Home News Reports How colour code for app based taxis in Maharashtra was given a communal spin

How colour code for app based taxis in Maharashtra was given a communal spin

What do you get when an organisation, some in the media, and a political party unite? A heady mix of half-truths and whole lies, which lead to a “surge” in emotions, based completely on un”fare” arguments.

It starts with a report in the tabloid Mid-Day, which screams:

Mumbai: Uber, Ola cabbies don’t want their vehicles painted saffron 

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Drivers and owners of Uber and Ola taxis have written to the Shiv Sena chief expressing their displeasure over the transport minister’s decision to get their vehicles painted saffron

Shiv Sena, “saffronisation”, sounds believable. The report further says (emphasis added):

The drivers and owners of Uber and Ola taxis are angry with Cabinet Minister of Transport Diwakar Raote’s out of the blue decision to paint their vehicles bhagwa (saffron), or what the government has coined, daffodil yellow. They have questioned Shiv Sena chief Uddhav about this. In a four-page letter sent to Thackeray on April 6, they have raised their concerns and have threatened to boycott the Sena. The letter sent by Maharashtra Tourist Permit Sanghatana, states how the new Maharashtra City Taxi Rules, 2017, have made life miserable for the drivers operating taxis for app-based operators Uber and Ola………One of the important points highlighted in this letter was the decision to choose ‘bhagwa’ colour for all cabs operating as taxis for Uber and Ola. “Here all religions are equal. Then why has the government selected bhagwa colour, we want to know from minister Raote,” said Praful Shinde, a member of this sanghatana.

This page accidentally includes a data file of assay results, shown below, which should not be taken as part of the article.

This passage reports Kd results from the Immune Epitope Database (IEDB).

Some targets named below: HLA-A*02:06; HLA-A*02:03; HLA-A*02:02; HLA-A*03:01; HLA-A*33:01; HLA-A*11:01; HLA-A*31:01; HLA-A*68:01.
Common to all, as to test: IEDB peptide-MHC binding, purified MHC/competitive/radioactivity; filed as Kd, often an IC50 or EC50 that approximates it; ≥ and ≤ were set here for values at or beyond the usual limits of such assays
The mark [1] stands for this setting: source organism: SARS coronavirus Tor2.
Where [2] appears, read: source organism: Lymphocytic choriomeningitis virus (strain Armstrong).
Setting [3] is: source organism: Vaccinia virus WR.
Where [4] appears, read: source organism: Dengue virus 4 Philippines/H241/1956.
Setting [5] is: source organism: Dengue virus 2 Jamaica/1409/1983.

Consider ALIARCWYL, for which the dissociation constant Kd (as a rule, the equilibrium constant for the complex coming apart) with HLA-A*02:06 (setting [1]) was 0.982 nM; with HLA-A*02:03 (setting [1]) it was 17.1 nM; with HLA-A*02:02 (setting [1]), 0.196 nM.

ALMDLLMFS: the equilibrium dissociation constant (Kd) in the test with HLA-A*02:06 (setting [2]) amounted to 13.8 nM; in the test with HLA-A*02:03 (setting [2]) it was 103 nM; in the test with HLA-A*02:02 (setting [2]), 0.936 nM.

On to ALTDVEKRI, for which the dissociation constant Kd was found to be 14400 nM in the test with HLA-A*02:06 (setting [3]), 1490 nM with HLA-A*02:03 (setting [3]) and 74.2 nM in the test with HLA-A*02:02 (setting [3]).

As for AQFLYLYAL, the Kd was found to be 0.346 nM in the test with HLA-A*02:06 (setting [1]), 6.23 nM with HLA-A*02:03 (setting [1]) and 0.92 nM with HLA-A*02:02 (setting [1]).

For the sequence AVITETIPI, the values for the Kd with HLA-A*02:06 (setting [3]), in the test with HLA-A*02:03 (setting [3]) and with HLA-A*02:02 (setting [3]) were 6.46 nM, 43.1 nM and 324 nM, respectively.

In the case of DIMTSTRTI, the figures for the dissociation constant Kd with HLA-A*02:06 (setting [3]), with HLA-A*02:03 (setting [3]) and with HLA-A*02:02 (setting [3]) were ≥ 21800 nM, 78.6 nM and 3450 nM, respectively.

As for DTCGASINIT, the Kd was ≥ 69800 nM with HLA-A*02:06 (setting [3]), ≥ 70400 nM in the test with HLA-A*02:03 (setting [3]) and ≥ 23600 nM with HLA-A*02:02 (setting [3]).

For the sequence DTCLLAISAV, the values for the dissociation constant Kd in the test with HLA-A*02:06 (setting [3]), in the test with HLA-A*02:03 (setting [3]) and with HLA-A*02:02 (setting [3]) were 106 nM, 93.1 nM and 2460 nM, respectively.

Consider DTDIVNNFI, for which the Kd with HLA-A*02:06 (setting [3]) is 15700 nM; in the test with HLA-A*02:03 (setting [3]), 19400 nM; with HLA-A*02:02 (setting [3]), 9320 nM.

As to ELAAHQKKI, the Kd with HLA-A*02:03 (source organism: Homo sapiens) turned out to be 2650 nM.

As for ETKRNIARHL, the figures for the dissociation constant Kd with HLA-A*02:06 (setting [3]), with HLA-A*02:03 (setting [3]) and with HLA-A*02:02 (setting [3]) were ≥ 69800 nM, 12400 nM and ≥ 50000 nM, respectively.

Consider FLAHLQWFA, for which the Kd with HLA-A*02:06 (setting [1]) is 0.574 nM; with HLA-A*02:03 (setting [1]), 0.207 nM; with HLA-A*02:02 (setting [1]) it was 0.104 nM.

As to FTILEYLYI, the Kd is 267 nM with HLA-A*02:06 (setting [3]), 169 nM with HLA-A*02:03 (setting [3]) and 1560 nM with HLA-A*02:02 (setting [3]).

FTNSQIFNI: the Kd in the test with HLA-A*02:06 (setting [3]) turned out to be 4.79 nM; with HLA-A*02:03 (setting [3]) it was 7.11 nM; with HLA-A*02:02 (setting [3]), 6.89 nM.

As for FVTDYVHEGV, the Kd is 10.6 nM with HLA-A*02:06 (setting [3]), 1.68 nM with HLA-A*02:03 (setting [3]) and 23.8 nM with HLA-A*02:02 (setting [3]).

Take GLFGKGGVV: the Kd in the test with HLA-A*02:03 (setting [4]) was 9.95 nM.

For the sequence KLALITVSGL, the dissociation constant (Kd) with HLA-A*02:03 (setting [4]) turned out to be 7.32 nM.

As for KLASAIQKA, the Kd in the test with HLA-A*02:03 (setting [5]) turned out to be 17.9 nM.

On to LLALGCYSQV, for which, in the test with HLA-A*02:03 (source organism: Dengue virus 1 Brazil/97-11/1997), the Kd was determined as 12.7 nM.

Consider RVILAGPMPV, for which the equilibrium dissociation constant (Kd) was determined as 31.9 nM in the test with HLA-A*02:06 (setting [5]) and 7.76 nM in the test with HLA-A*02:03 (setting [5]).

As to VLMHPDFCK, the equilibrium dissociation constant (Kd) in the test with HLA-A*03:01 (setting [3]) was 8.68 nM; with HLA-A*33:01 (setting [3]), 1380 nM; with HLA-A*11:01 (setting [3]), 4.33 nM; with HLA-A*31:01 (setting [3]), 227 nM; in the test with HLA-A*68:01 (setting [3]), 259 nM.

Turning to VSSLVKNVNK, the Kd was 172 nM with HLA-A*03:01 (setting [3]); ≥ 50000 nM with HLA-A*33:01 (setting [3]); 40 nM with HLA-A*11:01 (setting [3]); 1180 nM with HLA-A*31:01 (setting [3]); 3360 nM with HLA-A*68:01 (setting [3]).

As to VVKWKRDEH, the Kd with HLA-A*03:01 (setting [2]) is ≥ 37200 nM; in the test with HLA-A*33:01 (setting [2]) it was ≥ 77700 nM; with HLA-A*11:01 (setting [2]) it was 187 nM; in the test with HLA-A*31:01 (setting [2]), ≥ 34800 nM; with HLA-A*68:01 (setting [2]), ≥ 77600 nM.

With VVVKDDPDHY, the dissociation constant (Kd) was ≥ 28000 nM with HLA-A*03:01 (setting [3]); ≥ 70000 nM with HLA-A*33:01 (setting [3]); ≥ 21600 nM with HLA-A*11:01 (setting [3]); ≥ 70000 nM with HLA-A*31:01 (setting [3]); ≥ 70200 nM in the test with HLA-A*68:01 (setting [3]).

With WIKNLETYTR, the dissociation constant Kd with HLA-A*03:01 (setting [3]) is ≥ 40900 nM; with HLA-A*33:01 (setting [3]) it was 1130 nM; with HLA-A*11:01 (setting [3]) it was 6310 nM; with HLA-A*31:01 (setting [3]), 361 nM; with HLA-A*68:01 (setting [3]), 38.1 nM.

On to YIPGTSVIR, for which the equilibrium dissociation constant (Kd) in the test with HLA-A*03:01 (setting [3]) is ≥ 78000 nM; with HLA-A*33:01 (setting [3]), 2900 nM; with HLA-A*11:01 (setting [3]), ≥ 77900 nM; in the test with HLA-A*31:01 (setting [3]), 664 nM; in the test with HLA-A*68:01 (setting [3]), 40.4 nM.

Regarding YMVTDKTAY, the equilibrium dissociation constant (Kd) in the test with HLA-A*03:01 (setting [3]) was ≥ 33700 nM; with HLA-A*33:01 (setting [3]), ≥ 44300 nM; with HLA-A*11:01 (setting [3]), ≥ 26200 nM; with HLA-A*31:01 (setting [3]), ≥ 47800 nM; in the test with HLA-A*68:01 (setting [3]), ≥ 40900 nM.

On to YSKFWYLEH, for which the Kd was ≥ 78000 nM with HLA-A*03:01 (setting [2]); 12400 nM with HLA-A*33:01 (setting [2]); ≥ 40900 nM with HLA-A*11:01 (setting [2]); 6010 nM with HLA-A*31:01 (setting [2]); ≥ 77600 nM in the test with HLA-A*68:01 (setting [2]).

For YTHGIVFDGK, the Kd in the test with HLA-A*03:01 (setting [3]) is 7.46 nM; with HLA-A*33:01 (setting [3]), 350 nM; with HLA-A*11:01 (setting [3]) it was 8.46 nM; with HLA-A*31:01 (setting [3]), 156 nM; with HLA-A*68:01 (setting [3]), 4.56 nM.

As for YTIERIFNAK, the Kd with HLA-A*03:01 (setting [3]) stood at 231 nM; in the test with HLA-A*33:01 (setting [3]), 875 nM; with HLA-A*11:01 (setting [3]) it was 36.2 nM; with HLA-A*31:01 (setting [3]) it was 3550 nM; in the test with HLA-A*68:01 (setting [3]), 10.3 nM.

Jumping on this, discarded Congress spokesperson Sanjay Jha tried to create a storm on Twitter:


So is this true? As always, let’s go to the source of the information and not any other media report.

The order to “saffronize” has to come from the recently passed Maharashtra City Taxi Rules, 2017. A full copy of the notification can be accessed here (pdf link). Skipping to the relevant part, the rules do mandate a colour code for app based taxis:

So this is what “saffronization” looks like: A White and Yellow coloured cab.

The rules even prescribe the code of the shade, and the shade card on a paints site shows that “saffron yellow” is a distinct shade from “daffodil yellow”. So if the attempt was to “saffronize” app based taxis, then the state transport minister has failed woefully on 2 counts: Firstly, only a portion of the car is to be painted “bhagwa” and worse, the colour may not even be the actual “bhagwa” or “saffron”.

Some might argue that these are technicalities and the colour yellow in any variant is close enough to saffron, and thus, the Government’s move to choose yellow is clearly based on “communal” principles. Those people then would have to agree that taxis the world over have been “saffronized”. Yellow cabs are found the world over, right from USA (pre-Trump era) to London (pre-Brexit era).

And there is a scientific reason for taxis to be yellow in colour: John Hertz, founder of the Hertz Rent-a-Car System, read a University of Chicago study that suggested the colour yellow with a bit of red mixed in was the colour most visible from a distance, and so he proceeded to paint all his taxis the colour that would eventually come to be known as ‘taxi yellow’. This may be a grand conspiracy but “yellow with a bit of red mixed in” is almost saffron!

To be fair to Mid-Day, they have quoted a member of the Maharashtra Tourist Permit Sanghatana who has given a communal spin to the colour code for app-based taxis. Provided this quote is genuine, this may be an elaborate plan by the Sanghatana to scuttle the Taxi Rules, which have far more stricter rules for app based taxis, which for the time being have no regulations to bind to. The “communal” bogey can help them get support from “sympathetic” media houses and also the opposition, which is desperate to be “secular”.

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